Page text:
Class of 2016 more than half minorities among domestic students


Furda cites changes in outreach and demographic of applicant pool




For only the second time in Penn’s history, the majority of domestic students admitted to Penn’s Class of 2016 are minorities.

Among U.S. citizens and permanent residents in the admitted class, 51 percent of students identified themselves as minorities, defined by the Office of Admissions as Asian, black, Latino and American Indian.

Last year, the Class of 2015 set a new threshold as 52 percent of its domestic students were self-identified minorities.

Dean of Admissions Eric Furda said the growth of minorities in its admitted class is both intentional and natural.

“It’s a combination of both our outreach and a reflection of the changing demographics of our applicant pool,” he said. “Our recruitment is in areas where there are more students who identify as minorities, and that again is a reflection of the changing demographics.”

He said last year, Penn passed a “psychological line” of the 50-percent mark, which makes the number “worthy of conversation.”

Michael Goran, a 1976 College graduate and founder of IvySelect College Consulting, said part of Penn’s appeal to minority students may lie in its recent push to raise awareness of its no-loan, full-need financial aid policy.

“Part of that may be reflective of doing more outreach in the sense of making students aware of the financial aid that’s available and the fact that indeed you can avoid debt,” he said. “This can make the difference in the end.”

Incoming students were pleased to hear about the diversity of their class.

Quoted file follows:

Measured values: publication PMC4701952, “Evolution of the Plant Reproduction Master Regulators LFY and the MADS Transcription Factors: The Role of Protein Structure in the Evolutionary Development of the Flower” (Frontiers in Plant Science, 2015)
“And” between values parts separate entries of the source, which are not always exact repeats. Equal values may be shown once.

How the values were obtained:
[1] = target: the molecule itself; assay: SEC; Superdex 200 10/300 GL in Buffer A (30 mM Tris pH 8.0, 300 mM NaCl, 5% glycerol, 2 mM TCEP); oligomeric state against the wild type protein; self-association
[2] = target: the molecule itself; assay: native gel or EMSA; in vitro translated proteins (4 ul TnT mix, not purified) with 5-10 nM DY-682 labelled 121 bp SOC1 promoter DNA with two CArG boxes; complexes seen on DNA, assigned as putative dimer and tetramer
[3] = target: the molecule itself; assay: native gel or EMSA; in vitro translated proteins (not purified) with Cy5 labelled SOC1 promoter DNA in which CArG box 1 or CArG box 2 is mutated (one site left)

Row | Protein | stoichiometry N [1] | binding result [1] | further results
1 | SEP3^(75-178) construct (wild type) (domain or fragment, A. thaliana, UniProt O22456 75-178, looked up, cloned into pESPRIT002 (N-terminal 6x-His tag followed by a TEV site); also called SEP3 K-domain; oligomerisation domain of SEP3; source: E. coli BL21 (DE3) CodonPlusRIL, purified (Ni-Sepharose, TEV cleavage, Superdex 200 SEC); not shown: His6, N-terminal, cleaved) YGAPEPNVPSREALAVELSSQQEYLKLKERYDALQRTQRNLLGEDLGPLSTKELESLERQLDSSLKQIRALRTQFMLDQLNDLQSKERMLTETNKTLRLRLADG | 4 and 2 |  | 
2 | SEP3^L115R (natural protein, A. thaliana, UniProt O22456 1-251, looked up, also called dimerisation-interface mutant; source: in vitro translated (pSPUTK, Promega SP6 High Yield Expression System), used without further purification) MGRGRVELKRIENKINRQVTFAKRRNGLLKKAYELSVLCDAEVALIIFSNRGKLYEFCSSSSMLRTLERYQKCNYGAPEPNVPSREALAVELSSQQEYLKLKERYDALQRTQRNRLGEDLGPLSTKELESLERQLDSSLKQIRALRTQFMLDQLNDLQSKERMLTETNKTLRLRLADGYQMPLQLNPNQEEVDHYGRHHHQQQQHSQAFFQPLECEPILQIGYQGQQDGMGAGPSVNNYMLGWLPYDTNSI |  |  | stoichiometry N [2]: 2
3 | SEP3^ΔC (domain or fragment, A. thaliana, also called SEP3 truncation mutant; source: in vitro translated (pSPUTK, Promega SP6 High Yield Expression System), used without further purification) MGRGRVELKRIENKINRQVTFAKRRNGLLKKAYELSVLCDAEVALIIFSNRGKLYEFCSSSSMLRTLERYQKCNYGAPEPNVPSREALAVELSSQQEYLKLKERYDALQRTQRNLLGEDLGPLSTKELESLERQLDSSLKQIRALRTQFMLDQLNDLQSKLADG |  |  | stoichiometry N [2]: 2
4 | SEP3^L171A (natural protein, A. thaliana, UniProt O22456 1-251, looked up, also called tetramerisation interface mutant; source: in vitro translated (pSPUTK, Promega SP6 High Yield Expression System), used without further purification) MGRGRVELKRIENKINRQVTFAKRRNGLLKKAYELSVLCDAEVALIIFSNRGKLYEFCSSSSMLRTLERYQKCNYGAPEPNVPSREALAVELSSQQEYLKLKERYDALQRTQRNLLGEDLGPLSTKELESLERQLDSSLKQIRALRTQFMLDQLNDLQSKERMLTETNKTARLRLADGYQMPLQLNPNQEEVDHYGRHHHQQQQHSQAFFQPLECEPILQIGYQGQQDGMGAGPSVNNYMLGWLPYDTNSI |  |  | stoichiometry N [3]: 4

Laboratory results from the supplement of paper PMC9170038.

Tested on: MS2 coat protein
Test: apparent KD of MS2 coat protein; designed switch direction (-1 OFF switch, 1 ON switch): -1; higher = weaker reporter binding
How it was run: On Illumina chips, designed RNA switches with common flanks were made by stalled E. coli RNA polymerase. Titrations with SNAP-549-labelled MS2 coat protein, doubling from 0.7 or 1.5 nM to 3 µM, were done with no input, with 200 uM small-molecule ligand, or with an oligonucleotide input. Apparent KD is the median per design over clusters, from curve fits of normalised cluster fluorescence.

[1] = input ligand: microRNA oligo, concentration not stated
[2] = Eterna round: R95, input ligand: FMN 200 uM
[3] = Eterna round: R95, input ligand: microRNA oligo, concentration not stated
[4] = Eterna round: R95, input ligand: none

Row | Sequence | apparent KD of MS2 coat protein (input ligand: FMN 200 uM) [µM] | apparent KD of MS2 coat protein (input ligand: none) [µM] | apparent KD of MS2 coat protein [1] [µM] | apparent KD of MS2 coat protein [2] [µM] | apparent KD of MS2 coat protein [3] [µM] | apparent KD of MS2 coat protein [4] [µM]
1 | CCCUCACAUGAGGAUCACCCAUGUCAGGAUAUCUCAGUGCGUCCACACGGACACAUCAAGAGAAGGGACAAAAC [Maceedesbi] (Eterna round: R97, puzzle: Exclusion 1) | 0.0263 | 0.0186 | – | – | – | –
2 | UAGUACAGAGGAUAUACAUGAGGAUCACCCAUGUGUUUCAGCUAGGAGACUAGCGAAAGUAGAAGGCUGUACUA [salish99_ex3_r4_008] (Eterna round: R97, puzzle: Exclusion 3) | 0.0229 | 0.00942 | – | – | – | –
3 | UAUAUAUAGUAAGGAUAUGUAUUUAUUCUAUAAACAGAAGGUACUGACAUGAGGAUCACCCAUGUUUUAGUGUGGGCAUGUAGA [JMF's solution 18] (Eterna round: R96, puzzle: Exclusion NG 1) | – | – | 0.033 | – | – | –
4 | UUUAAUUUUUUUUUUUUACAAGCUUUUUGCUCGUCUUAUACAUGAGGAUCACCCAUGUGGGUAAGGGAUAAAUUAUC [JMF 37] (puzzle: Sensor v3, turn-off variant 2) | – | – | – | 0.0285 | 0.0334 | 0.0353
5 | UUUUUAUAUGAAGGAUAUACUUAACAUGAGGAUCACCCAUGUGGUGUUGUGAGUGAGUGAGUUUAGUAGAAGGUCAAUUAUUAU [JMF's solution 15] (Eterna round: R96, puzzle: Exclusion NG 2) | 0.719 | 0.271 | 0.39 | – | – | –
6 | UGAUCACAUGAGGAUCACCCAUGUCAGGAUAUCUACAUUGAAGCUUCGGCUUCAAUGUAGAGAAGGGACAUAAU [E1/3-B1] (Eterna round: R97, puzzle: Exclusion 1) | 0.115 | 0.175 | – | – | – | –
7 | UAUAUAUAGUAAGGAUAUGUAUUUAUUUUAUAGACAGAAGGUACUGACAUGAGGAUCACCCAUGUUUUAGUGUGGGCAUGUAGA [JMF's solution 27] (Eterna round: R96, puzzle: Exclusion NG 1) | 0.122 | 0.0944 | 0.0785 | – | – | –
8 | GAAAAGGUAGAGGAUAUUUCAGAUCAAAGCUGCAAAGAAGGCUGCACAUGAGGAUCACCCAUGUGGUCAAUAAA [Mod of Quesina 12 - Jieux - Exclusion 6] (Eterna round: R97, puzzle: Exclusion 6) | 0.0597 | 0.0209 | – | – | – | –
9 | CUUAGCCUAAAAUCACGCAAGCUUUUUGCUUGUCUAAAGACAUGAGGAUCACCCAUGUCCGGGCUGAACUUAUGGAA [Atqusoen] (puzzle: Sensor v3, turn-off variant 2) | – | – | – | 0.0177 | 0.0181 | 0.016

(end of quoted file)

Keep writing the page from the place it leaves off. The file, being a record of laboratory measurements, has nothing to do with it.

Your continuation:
Vincent Mak — who was admitted early decision from Lindbergh Senior High School in Renton, Wash. — said the diversity of Penn’s student body was one of the factors that attracted him to the campus.

“I think diversity is always good on a college campus and I think Penn has a lot of that,” he said. “One of the biggest things was that I wanted to be exposed to a student body that would have viewpoints different from my own so I would grow as a student.”

Hemal Shah, who was admitted from Morris Hills High School in Rockaway, N.J., thinks the increased diversity will benefit the campus next year.

“In the end, it helps individuals get an understanding of different cultures and it’s good that they have a diverse campus for that,” he said.

Martha Ofuani, who was admitted regular decision from Middletown High School in Middletown, Del., said Penn’s diversity encouraged her to consider the school in the first place.

“[The diversity] was one of the main things I really liked about Penn … I feel comfortable being around a variety of people and not just one group,” she said. “When people see how many minority students there are now, it might encourage other minority students,” she continued.

Furda said he expects the trend to continue as Penn increases its recruitment in these communities and as the demographics of the nation and the applicant pool continue to shift.

“These [numbers] are reflective of what our nation looks like,” he said.

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